Heather Alexander’s acclaimed one-woman play Room, a unique dramatised interpretation of Virginia Woolf’s A Room Of One’s Own, is being staged this summer at Brighton Fringe and Edinburgh Fringe ahead of another London run in September.
After award-winning success at the Edinburgh Fringe and on tour, one-woman show Lost in Blue, written and performed by Debs Newbold, transfers to the Lion & Unicorn Theatre for its first full London season next month, running from 15 to 26 February 2020. Time to get booking!
Garry Roost’s play Warhol: Bullet Karma focuses on the events around his shooting by Valerie Solanas (this ground was covered from a more feminist perspective in Femme Fatale).
Arthur Smith pays homage to his (extra) ordinary Dad in Syd which premiered at 2018’s Fringe and is now an online show recorded at Falmouth and being streamed via the Pleasance.
The real life figure of Ed Gein looms large in horror films and literature. Most famously he was the direct inspiration for Norman Bates in Psycho and his terrible influence can also be found haunting The Texas Chainsaw Massacre and Silence Of the Lambs. But I’m not sure his real story has been told quite so directly as it is in Under The Floorboards which played live at the Edinburgh Fringe and has now emerged as an online performance film at this year’s Festival.
Lost in Love is a new play presented by Flow Stage Productions. A brash and funny lady, Emily (Rachel Pryde) has something to tell about her life and the men in it.
What does it mean to have “It All?” I am not sure the answer to that question can ever be answered as it means something different to everyone. Cameron Cook raises this point several times throughout his debut solo show It All.
Bette Davis Ain’t For Sissies (the title refers to a Davis quote of some years later about old age) references the women’s lot in the Golden Age of Hollywood – exploitative auditions, unequal pay (a topic still current in movies in the 21st century), a string of love affairs, the expectation to look ‘just so’.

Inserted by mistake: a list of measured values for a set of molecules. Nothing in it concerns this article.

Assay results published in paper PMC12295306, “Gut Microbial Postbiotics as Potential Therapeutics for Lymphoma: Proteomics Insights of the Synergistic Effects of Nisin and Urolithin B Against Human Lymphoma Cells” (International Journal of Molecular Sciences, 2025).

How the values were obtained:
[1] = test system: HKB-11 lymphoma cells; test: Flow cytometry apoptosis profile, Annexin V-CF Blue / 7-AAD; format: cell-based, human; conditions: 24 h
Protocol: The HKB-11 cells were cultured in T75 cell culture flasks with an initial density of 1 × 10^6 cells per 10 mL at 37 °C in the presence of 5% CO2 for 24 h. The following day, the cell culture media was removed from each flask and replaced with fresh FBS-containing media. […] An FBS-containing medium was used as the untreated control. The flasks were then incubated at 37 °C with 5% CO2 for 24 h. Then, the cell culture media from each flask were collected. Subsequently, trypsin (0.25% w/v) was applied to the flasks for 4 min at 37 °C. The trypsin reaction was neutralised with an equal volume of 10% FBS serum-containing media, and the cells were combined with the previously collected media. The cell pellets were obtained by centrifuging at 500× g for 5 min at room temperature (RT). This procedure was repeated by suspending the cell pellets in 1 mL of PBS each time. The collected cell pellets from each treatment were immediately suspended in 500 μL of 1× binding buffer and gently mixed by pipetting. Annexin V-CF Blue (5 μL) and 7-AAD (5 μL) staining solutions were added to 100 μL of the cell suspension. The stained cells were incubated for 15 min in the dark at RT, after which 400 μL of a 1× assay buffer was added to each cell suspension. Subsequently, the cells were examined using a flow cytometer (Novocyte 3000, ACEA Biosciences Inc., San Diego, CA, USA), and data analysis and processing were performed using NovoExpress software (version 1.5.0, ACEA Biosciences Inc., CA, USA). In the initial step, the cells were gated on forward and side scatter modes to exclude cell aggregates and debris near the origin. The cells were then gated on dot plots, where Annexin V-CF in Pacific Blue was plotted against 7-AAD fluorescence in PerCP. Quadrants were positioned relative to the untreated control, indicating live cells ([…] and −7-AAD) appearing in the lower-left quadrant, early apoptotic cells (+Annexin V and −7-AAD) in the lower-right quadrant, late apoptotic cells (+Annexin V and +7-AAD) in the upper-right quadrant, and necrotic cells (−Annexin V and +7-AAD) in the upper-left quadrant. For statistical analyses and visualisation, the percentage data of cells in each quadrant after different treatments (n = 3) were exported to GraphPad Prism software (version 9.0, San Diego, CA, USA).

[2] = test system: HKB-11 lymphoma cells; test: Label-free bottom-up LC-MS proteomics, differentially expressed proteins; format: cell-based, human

Till Love Do Us Part isn’t one of the flashiest productions on the digital fringe in terms of its technical style, but the writing carries it through.
Over on the ZOOTV platform at the Edinburgh Festival Fringe, you’ll find Planet of the Grapes, a delicious livestream performed live in New York City. I’m told that on Sunday the city was being battered by a hurricane, but it didn’t seem to cast a shadow on the show.
Dante Gabriel Rossetti’s raunchy, eccentric and outrageous sex life has been written and brought to the stage by writer and director Joan Greening in Rossetti’s Women.
A warm and entertaining solo play, Lila Clements’ Look, No Hands has some distinctive features which marks it out from many other confessional shows of a similar type.
Written and performed by Rachel E. Thorn, Lovefool makes nostalgia a fun treat for those who can take hints involving pop music lyrics and a magazine’s cringe sections. If that’s you, this show will tell you what you want, what you really really want.
The atmospheric setting for 1902 has been set in a disused arches space in an industrial area of Leith. It’s a bit off the Fringe beaten track but I can assure you it’s well worth the trip.
Welcome to the Madhouse, a place of chaos and confusion, typical of student house-sharing. A group of six friends gives a bittersweet glimpse of early adulthood, a path as messy as the kitchen table around which they party, study, and share their stories.
Australia’s digital destination for live performance, Black Box Live, is now broadcasting shows from Adelaide’s Bakehouse Theatre via the Edinburgh Festival Fringe straight into audiences’ homes. Full details of the five, carefully selected productions here.
Two Adelaide Fringe stalwarts are causing a stir online at this year’s Edinburgh Fringe with their hybrid live/digital season of five critically acclaimed Australian shows, broadcast care of Black Box Live from Adelaide’s Bakehouse Theatre.
Two well known tales with a twist: The Little Glass Slipper As Performed By The Queen of France And Her Friends and Metamorphosis. The second piece now tops my personal Edinburgh Fringe online chart.
Nuworks Theatre, from Australia, bring their lively and passionate musical (written, directed and designed by David Dunn, with choreography by Meg Dunn) about the fight for women’s suffrage to the Edinburgh Festival Fringe, and Suffragettes is an impressive addition to the work around this topic (see also, Sylvia, a musical WIP which ran at the Old Vic a few years ago).
Award-winning Organic Theatre returns to Edinburgh Fringe for a digital world premiere of their new pandemic-inspired show Flanker Origami, which finds the founders stranded on Zoom, streaming for one week only.